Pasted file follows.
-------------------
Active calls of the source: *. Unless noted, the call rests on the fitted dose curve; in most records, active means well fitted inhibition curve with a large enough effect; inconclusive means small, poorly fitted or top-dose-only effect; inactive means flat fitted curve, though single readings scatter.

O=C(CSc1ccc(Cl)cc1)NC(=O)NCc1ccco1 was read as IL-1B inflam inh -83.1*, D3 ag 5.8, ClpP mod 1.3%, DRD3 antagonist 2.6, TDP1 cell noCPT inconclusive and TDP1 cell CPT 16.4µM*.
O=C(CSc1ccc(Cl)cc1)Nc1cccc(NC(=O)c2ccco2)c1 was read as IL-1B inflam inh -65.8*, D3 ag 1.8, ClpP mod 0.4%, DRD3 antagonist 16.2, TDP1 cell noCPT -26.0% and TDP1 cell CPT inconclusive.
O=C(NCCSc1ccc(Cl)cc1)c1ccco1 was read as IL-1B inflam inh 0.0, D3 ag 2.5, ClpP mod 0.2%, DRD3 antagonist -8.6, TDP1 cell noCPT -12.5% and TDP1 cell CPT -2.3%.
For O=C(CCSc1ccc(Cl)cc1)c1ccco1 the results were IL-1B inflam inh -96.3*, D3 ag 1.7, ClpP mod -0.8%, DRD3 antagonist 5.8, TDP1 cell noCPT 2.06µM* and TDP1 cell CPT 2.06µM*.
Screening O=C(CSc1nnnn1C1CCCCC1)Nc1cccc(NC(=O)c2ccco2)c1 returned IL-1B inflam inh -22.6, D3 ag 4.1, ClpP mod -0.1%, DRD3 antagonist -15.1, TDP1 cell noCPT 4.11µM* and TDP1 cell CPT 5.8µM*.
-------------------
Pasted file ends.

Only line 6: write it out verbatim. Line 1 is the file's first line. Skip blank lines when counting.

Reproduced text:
Screening O=C(CSc1nnnn1C1CCCCC1)Nc1cccc(NC(=O)c2ccco2)c1 returned IL-1B inflam inh -22.6, D3 ag 4.1, ClpP mod -0.1%, DRD3 antagonist -15.1, TDP1 cell noCPT 4.11µM* and TDP1 cell CPT 5.8µM*.